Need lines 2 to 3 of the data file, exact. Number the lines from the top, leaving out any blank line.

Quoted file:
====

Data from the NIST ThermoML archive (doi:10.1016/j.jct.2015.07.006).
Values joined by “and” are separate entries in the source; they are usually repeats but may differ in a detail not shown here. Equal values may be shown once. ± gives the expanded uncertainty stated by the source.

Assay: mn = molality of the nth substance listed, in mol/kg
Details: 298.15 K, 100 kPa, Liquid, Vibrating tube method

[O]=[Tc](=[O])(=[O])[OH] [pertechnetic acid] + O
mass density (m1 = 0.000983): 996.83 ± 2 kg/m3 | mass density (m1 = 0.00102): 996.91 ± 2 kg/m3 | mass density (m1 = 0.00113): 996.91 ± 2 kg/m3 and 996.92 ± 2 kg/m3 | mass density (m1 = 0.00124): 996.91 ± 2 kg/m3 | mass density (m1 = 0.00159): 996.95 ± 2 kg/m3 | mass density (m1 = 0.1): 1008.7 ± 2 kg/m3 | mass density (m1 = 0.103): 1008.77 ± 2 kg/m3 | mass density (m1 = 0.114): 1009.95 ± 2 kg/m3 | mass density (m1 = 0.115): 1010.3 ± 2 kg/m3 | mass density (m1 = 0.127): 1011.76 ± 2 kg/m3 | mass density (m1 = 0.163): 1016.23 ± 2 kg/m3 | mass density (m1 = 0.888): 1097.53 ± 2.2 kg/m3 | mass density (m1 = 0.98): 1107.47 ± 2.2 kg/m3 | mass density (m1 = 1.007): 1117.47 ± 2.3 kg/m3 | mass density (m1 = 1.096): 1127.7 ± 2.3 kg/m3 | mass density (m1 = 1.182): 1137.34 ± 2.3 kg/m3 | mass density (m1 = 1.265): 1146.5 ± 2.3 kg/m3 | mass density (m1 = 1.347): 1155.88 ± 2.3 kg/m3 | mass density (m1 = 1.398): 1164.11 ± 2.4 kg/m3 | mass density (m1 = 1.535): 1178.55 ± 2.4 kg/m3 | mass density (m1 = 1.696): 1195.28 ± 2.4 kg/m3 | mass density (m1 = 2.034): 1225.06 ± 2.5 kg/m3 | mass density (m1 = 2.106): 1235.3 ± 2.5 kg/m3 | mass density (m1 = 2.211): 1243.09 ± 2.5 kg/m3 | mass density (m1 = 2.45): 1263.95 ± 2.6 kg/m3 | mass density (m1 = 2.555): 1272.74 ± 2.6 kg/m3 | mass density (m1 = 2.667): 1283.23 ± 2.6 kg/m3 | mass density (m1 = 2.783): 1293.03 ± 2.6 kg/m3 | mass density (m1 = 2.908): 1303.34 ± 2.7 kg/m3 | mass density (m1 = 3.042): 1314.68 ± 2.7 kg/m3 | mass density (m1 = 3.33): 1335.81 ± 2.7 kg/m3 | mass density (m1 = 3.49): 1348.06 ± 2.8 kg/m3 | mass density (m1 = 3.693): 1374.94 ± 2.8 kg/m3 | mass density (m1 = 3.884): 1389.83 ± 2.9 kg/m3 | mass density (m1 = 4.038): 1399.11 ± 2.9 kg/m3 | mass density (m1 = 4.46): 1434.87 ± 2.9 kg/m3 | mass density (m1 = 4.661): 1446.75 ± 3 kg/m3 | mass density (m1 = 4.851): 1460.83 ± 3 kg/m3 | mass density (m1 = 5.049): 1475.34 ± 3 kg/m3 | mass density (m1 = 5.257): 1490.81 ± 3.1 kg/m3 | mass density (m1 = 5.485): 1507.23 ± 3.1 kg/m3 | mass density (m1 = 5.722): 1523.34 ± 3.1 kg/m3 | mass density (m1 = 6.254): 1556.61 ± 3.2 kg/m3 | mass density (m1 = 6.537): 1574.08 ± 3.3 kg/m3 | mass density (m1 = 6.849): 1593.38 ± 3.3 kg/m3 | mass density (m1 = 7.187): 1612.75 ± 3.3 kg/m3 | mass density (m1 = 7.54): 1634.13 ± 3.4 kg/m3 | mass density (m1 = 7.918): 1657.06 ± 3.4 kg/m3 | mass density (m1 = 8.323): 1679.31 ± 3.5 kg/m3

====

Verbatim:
Values joined by “and” are separate entries in the source; they are usually repeats but may differ in a detail not shown here. Equal values may be shown once. ± gives the expanded uncertainty stated by the source.

Assay: mn = molality of the nth substance listed, in mol/kg